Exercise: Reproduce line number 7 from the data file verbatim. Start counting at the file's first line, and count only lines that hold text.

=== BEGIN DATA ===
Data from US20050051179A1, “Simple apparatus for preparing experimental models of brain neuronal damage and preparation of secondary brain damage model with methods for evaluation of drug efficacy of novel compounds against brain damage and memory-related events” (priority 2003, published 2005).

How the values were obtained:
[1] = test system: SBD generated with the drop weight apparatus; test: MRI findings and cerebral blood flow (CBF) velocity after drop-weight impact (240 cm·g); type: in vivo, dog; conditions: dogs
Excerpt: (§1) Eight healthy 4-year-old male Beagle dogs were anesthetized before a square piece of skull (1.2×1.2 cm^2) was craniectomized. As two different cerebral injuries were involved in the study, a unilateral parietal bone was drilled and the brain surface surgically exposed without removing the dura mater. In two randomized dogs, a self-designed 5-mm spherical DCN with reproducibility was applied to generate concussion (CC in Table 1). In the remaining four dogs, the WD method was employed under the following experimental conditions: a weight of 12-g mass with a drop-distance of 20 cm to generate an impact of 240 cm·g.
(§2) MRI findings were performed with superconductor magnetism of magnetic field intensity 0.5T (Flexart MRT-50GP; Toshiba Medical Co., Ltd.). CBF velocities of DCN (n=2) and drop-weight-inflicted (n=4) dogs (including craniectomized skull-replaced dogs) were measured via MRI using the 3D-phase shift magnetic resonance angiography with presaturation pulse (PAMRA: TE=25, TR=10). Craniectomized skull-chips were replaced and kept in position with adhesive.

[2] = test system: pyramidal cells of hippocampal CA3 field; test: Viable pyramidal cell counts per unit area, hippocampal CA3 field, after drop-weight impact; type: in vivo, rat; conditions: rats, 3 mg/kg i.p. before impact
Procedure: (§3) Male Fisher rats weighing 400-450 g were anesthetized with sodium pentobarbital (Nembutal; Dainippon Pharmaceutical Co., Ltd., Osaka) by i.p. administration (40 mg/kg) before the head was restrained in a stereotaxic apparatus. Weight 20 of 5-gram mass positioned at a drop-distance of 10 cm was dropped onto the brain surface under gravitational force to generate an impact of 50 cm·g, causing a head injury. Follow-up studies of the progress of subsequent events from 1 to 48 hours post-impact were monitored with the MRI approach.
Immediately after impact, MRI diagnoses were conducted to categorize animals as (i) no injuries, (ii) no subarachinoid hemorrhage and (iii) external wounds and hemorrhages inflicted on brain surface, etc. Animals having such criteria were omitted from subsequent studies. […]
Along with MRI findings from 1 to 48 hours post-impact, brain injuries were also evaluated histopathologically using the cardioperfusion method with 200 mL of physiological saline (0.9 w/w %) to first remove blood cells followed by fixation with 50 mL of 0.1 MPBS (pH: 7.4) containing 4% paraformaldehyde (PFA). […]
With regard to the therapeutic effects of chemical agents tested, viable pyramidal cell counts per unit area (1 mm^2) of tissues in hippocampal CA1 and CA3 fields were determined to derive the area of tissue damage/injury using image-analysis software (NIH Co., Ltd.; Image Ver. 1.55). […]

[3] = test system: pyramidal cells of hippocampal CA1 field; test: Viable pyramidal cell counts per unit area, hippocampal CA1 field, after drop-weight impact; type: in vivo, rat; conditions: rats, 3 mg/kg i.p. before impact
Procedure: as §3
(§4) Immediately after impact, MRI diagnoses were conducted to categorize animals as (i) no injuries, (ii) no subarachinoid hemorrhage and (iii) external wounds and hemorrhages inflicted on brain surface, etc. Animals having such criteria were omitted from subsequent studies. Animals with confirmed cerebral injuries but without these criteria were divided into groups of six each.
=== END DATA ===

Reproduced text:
Procedure: (§3) Male Fisher rats weighing 400-450 g were anesthetized with sodium pentobarbital (Nembutal; Dainippon Pharmaceutical Co., Ltd., Osaka) by i.p. administration (40 mg/kg) before the head was restrained in a stereotaxic apparatus. Weight 20 of 5-gram mass positioned at a drop-distance of 10 cm was dropped onto the brain surface under gravitational force to generate an impact of 50 cm·g, causing a head injury. Follow-up studies of the progress of subsequent events from 1 to 48 hours post-impact were monitored with the MRI approach.